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Zika Epidemic Officially Over In Puerto Rico

Dorathy Gass

The Zika virus has been a nightmare for some countries as of late, and one of the areas that suffered an epidemic around this illness was Puerto Rico. Still, the good news is, as per the governor’s office, the Zika epidemic in this area has been officially declared ‘over’.

The U.S. Department of Health and Human Services announced last August that there was public health emergency when it came to Zika, where there were over 10,000 cases reported, which included 1,000 pregnant women affected. However, as per Puerto Rico’s Health Department, only ten cases have been noted since this past April.

CNN reported that as a mosquito-borne condition, Zika can also be sexually transmitted and is a huge issue for females that are trying to get pregnant or are pregnant, due to the serious affects the illness can have on an unborn baby.

The Puerto Rico Health Department unveiled their most recent figures on Zika (as of May 20th of this year), with over 40,300 confirmed cases of the illness since the epidemic started in 2016. Of those infected, 422 have been hospitalized with five cases resulting in death. There has also been 52 Zika cases that have resulted in Guillain-Barre Syndrome, a condition that results in temporary paralysis. The department also noted 38 cases of birth defects related to Zika.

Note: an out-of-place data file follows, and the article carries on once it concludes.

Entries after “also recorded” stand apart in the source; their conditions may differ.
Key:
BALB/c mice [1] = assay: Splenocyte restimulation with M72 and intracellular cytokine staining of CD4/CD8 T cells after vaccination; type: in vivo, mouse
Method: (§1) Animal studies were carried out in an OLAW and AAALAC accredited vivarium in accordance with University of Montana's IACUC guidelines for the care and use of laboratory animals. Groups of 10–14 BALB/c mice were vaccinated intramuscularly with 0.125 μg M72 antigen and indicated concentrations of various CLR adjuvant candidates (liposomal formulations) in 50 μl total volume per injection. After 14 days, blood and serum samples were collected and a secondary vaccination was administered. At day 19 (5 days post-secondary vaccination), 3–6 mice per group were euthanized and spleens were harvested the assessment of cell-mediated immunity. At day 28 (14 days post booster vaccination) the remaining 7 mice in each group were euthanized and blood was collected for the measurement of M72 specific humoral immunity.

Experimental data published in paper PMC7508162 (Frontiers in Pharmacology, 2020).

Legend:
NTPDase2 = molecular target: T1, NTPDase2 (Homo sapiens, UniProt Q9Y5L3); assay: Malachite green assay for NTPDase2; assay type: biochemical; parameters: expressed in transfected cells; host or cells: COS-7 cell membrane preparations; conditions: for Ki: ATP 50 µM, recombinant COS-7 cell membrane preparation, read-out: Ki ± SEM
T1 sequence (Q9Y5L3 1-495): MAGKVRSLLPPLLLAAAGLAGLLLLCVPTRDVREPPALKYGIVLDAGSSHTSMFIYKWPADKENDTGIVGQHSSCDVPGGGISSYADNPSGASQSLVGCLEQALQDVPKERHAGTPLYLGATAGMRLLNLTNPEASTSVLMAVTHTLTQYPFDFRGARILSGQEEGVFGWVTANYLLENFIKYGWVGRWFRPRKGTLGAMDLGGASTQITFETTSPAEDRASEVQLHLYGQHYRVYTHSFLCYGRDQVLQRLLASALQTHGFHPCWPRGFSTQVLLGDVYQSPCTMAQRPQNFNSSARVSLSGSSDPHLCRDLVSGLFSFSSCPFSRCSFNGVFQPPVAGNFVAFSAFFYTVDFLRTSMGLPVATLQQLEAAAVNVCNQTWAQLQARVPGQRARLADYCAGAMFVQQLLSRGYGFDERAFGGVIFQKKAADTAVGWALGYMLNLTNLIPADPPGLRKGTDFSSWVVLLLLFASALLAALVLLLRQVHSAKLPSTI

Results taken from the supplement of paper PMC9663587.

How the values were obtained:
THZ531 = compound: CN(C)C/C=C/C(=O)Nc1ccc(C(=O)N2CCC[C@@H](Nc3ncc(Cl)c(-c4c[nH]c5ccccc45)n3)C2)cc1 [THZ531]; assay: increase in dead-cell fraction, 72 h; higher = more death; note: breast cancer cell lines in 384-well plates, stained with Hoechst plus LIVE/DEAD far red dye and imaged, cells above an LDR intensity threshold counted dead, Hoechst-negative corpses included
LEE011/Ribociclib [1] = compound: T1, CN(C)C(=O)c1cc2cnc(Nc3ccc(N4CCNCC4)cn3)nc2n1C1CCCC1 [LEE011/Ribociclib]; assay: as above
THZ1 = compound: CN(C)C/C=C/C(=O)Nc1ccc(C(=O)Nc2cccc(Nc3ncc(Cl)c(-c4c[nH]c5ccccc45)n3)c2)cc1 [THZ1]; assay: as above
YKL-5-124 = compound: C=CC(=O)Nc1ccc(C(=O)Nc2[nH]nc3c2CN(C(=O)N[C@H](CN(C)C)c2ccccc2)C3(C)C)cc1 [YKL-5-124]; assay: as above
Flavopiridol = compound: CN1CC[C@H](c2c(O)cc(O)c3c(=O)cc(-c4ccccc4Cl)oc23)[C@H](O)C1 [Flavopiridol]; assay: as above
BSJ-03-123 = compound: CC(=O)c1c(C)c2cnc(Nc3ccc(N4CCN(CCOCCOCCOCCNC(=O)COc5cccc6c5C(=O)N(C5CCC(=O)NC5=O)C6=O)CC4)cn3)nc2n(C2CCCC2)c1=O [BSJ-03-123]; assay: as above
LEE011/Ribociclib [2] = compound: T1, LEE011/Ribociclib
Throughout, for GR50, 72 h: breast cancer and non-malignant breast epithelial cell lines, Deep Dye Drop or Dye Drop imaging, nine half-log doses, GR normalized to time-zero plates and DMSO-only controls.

While the outbreak is considered over, officials will still conduct monitoring and control of mosquitos in this area, as well as monitoring and screening of pregnant women will still proceed; something that the U.S. Centers for Disease Control and Prevention (CDC) support wholeheartedly. The organization recommends that women who are either trying to get pregnant or are pregnant still refrain from travelling to areas that are plagued with Zika, and this still includes Puerto Rico, despite the fact that the epidemic is ‘over’.

As there is still a risk around the illness, CDC noted that Health and Human Services’ public health emergency declaration, also stay in effect. It was recently updated in late April and will expire in late July.

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